shit on a global scale. So first off they will be re-releasing our "Existing Realms of Perpetual Sorrow" CD Ė re-mastered with the original 9 songs plus 3 new studio tracks, 2 "live" tracks, new artwork, lyrics, and hopefully the CD will also be enhanced for computer use although we are not sure what that will include yet.
Rough Edge: Why do you think other death metal bands such as Cradle of Filth have trouble keeping the same line up for more than a few years? And what is your take on them?
Cesar Placeres: Well, I haven't really listened to much of their stuff recently, I did think they had some good songs back in the day when
"Dusk and Her Embrace" was out, but I kind of stopped really listening to them after that. I would give them huge credit though for actually signing a deal with a major label (Sony) while playing blast beats and screaming their asses off. Who knows, maybe by having them on a major label might mean them being on major tours which could introduce fans to a heavier type of music that some mainstream fans probably weren't even aware existed.
As far as bands having line-up problems, I think it just stems from some people getting older and realizing that they have other responsibilities outside the band like a wife and kids, work, college etc. But if someone is really dedicated to his or her craft I really don't see a reason why a person can't find time to balance their time evenly. It's sad to see when great bands lose classic members; it just changes the feel of the music, not to mention the total atmosphere and nostalgic value.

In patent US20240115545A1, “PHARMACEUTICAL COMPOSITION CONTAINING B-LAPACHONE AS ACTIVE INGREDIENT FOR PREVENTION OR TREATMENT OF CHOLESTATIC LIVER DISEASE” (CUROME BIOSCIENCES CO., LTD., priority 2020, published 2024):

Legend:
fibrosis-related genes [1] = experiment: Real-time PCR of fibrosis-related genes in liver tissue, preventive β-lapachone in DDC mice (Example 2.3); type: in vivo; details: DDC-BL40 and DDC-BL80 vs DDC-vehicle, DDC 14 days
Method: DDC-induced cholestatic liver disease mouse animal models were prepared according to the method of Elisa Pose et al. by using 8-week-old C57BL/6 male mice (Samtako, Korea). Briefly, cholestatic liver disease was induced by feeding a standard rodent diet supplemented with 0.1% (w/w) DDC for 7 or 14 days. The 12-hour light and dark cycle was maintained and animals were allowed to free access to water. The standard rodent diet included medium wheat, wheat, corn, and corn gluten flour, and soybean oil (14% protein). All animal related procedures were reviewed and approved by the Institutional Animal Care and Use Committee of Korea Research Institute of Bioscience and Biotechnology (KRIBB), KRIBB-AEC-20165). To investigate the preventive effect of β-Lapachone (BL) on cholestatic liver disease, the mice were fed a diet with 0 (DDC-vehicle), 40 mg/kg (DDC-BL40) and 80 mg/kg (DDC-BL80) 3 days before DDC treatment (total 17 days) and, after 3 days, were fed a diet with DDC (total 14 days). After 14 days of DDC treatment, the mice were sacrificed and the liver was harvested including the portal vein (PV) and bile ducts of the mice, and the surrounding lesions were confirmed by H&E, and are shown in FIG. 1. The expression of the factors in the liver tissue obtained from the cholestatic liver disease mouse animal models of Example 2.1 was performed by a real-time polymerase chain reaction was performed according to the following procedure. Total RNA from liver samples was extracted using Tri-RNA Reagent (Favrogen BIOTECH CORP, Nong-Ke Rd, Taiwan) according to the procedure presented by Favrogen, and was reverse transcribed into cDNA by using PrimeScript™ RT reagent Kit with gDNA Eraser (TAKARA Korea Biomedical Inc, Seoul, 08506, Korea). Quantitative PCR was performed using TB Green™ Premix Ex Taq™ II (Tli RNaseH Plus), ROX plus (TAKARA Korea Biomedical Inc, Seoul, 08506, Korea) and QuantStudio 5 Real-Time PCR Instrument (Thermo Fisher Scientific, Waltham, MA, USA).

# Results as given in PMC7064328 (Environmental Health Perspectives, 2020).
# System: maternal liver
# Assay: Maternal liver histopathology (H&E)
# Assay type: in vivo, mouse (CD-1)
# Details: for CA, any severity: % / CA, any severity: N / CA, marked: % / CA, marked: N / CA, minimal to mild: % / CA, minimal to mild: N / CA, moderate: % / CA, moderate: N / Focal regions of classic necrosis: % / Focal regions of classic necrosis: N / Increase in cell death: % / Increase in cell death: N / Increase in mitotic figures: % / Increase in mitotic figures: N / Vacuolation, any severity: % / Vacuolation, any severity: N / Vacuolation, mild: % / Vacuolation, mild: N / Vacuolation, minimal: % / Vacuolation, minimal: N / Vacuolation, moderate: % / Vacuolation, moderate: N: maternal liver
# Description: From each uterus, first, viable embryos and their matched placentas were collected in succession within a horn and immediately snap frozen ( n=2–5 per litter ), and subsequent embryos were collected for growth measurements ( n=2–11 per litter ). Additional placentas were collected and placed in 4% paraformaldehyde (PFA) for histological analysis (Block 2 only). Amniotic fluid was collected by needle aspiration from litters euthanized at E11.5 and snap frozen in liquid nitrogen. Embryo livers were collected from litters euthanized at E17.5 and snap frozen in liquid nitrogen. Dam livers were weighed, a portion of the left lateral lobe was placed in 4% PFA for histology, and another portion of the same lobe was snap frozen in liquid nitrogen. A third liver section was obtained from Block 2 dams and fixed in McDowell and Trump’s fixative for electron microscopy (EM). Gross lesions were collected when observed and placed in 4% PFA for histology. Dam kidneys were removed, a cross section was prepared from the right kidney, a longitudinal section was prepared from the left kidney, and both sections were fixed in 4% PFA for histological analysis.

Rough Edge: How psyched are you regarding the re-release of your album "The Existing Realms of Perpetual Sorrow" for Horns Up? What will you be doing to promote it? (Besides dumb interviews!).
Cesar Placeres: I'm really psyched, I'm willing to do as many interviews as it takes to get the word out. Luckily I have friends in important places that will also help to get the word out. Even if we don't make tons of cash doing this, all that matters is that the music gets out there, that's the only thing that matters in the long run.
Rough Edge: If you could be drumming with any other current band who would it be? And if you could drum for any band in history who would you choose and why?
Cesar Placeres: Haha ... that's a really cool question. Well let's see, out of current bands I would love to play drums for Morbid Angel, but I'm telling you right now man, I cannot compete with Pete Sandoval, that guy is a god and I will never claim to be as good as he is. Also playing drums for Iron Maiden would be cool, haha, my childhood heroes. As far as playing drums for bands in the past, it would also be cool to play drums for Slayer somewhere circa 86-89 or for another one of my childhood heroes,
The Misfits, circa 81 or 82.
Rough Edge: You have toured with great bands such as Cannibal Corpse and Morbid Angel. Out of all of the bands you have toured with whose company did you most enjoy and any funny stories you can reveal whilst on the road?